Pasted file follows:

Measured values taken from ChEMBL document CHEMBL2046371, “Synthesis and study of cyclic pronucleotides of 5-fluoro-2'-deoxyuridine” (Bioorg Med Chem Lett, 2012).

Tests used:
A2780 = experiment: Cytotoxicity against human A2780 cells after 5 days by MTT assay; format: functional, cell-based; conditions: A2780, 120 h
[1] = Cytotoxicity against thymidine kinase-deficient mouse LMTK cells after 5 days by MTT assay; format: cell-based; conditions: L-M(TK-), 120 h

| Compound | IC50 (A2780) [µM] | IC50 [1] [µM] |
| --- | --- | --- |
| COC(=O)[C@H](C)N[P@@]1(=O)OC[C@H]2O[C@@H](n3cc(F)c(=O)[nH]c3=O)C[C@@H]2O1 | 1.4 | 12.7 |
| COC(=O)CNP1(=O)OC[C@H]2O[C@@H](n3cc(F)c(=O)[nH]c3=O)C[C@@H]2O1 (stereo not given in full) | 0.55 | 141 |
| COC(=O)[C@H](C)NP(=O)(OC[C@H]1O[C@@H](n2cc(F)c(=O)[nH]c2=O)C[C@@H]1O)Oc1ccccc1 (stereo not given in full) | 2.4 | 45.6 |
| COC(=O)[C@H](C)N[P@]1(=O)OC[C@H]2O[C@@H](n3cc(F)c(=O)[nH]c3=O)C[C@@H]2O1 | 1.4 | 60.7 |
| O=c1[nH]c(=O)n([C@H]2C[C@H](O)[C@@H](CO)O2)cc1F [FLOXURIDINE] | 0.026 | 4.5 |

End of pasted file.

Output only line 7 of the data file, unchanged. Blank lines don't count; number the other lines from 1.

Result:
| COC(=O)[C@H](C)N[P@@]1(=O)OC[C@H]2O[C@@H](n3cc(F)c(=O)[nH]c3=O)C[C@@H]2O1 | 1.4 | 12.7 |